iBaby LabsWhat appears to be the most popular monitor among my friends, Amazon reviewers, and baby websites is the iBaby Labs M6T (now updated to the M6S). This sleek device offers an impressive 360-degree pan and 110-degree tilt with a simple swipe of the finger while still offering impressive audio and video, all streamed digitally through Wi-Fi to any smartphone. In addition, the device monitors for temperature and humidity. Of course, like the Nest Cam, it requires a compliant device, but the app and monitor are up to the challenge of keeping a watchful eye on the baby. It also offers the ability to push-to-talk to the baby and it can even record soothing messages for when you’re not there but watching diligently from afar.
Mimo Baby Activity TrackerWhen I first learned about Mimo’s baby tracking solutions, it reminded me of a debate about home fetal monitoring that I saw once at an ACOG conference. One professor argued that at-home monitoring would lead to more interventions because we don’t have enough data to know about the normal activity of a baby in-utero. The other professor argued that if a pattern could be obtained for each baby, deviations from baseline could be identified and interventions could potentially prevent untoward outcomes. I left that debate unsure of the right answer, and I feel the same way about Mimo’s products.
Mimo Baby Sleep TrackerThe Baby Activity Tracker is probably the first smart washable crib sheet that “show[s] parents their baby’s sleep activity and movement on their smartphone or tablet.” The device does not offer audio or video, and instead solely transmits live data. It can send push alerts if no activity is noticed for a period of time and give a timeline of activity from the previous night each morning. Truth be told, I’m not sure if I’m qualified to interpret those data, and I’m not sure if I would feel reassured or more anxious as I reviewed the data digest each day.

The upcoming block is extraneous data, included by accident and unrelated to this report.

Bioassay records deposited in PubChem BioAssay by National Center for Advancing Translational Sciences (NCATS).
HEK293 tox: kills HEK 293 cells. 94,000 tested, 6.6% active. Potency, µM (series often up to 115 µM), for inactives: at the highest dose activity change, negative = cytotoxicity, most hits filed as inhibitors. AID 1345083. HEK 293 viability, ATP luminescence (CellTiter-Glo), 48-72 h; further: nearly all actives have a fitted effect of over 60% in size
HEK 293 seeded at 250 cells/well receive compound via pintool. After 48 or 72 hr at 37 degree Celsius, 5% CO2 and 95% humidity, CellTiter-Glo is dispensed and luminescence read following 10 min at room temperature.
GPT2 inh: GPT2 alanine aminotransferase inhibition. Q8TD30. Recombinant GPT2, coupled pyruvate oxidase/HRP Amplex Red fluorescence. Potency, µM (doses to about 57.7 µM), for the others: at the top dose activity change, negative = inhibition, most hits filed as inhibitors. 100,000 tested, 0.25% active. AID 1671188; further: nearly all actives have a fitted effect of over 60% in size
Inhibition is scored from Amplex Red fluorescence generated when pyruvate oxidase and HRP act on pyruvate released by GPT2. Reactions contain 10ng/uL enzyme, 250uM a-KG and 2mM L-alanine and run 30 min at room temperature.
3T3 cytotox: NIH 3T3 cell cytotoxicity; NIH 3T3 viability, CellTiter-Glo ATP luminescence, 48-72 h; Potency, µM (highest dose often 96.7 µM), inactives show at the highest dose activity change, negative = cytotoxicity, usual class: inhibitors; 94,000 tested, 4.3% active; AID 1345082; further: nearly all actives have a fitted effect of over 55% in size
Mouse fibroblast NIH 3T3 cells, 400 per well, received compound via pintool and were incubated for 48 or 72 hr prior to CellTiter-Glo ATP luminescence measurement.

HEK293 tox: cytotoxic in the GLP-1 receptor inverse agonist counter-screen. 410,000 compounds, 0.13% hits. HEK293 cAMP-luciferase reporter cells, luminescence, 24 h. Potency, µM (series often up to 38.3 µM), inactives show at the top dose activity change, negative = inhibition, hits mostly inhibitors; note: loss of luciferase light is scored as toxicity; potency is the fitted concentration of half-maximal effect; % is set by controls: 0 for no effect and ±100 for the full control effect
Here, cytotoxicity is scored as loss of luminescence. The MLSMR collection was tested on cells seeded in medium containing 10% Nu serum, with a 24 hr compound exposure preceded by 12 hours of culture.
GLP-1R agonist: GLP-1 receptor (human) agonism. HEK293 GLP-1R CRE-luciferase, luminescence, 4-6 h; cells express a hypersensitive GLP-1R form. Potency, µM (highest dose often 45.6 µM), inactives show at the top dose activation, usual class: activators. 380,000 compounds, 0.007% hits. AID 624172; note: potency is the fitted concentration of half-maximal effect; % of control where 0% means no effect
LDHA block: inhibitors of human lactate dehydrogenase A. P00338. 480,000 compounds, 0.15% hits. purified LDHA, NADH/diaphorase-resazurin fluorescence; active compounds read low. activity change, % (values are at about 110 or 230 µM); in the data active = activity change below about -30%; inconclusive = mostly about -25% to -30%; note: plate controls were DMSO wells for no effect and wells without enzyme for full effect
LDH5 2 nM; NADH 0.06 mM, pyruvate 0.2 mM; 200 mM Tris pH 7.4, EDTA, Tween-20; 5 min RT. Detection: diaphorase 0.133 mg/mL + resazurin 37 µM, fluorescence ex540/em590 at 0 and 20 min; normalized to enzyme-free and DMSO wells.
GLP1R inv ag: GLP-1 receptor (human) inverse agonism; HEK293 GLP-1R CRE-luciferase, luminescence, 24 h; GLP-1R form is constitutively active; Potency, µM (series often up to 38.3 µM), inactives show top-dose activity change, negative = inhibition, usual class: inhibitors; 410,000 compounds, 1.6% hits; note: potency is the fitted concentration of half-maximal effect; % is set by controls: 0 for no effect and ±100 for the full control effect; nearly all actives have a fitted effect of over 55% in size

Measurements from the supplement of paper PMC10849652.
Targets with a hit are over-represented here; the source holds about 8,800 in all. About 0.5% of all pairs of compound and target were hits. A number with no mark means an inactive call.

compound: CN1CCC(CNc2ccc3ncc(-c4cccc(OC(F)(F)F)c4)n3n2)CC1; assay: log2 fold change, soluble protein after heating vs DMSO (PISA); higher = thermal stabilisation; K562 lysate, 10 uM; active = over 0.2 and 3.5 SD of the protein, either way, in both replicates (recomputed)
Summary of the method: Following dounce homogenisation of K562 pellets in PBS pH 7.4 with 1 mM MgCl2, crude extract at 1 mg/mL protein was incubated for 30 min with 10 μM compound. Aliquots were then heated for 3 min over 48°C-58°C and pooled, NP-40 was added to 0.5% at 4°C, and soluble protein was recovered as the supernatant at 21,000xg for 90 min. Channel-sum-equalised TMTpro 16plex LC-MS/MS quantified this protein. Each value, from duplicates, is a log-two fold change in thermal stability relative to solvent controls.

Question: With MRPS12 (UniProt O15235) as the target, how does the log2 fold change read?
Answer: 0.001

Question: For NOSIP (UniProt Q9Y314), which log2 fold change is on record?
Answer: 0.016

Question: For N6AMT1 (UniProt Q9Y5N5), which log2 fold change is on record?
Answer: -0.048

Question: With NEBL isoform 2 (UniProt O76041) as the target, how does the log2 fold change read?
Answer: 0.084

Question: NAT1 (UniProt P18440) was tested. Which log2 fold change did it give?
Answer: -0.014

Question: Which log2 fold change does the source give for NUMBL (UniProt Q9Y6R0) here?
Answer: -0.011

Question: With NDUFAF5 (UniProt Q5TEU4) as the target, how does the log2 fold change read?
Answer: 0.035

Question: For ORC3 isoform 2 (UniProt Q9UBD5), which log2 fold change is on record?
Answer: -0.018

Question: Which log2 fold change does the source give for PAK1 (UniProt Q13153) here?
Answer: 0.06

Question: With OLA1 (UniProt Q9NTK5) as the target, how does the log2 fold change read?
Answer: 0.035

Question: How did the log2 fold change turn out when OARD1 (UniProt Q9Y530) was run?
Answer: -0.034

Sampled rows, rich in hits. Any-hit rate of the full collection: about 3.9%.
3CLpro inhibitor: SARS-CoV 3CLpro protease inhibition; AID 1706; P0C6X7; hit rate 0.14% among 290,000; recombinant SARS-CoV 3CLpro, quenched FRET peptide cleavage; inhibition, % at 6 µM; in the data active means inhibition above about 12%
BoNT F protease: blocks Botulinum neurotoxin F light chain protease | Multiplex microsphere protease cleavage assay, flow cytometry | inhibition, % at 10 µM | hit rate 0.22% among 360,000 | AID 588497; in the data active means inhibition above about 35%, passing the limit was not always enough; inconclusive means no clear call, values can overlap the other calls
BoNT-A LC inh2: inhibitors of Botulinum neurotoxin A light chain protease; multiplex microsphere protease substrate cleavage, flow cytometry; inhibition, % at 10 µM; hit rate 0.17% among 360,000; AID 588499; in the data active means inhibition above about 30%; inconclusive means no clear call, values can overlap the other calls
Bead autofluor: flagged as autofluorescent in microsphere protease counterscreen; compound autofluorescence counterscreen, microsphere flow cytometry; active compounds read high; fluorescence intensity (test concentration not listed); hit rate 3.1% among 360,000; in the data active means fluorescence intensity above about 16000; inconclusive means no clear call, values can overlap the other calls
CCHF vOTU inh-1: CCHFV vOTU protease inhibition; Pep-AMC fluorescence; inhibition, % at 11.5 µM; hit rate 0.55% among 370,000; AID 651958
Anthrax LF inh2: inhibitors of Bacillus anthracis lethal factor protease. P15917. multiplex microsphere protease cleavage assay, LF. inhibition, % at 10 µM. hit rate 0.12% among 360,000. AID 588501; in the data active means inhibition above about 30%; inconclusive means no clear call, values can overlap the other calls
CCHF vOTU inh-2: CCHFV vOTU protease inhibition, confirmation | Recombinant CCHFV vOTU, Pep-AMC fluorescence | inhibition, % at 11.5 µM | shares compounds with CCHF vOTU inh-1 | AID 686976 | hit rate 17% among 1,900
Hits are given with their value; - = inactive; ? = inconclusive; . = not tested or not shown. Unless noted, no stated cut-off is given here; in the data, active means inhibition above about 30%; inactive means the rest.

Another Mimo product that has gotten significant traction is the Baby Sleep Tracker. It uses cotton kimonos and bodysuits to obtain highly accurate data about sleep activity, sleeping temperature, body position, activity level, and level of wakefulness. That device does offer live audio which, along with movement data, is sent digitally to any smartphone or tablet. Unfortunately, I don’t know anyone who uses either of the Mimo devices exclusively, but I could see them being helpful for a certain subset of parents. That being said, I think if I was out to dinner and received an alert for no movement for 4 minutes and then learned that the baby was being bathed by the nanny, I would probably disconnect the device when I returned home.
Motorola - Smart NurseryAfter all of my research, I decided to get the Motorola - Smart Nursery Wi-Fi 1080p Video Baby Monitor for my precious baby. Although I really liked the features of the iBaby Labs M6S, I was swayed by a couple key differentiators in the Smart Nursery Baby Monitor. First, the device comes with a large, easy-to-use, 7” HD touch-panel monitor. The device has a range of up to 1000 feet outdoors or 165 feet indoors. The camera quietly pans 270 degrees while tilting 110 degrees and offers sharp infrared/night vision. The device has push-to-talk feature, which lets parents console the crying baby while making their way to the nursery. Like some of the other devices, it monitors temperature and humidity and logs these data on the easy-to-use smartphone Hubble monitoring app (which is also how you can watch the baby from your own smartphone). The Hubble system allows for capture of still images or video clips to share with friends/family, and it can support more than 1 Motorola Smart Nursery camera at a time, so multiple children in multiple rooms can be monitored seamlessly. Finally, the device supports recording directly to a MicroSD card, which allows for easy transfer of precious videos to your computer or smartphone. With these features taken together, the Motorola - Smart Nursery Wi-Fi 1080p Video Baby Monitor checks off every box in every category, and does so quite well!
In summary, baby monitors, like children, each have different features and abilities. Our parents never had baby monitors and we all turned out A-OK. However, we have all secretly agreed to be better than our parents, which means being increasingly neurotic and monitoring our children upon entry into this world. I only reviewed 5 solutions, but hundreds exist. Regardless of which system you pick, make sure it follows the KISS principle (Keep It Simple Stupid), because if it’s too complicated to set up when you’re fully rested, you don’t have a chance of getting it to work when you’re exhausted!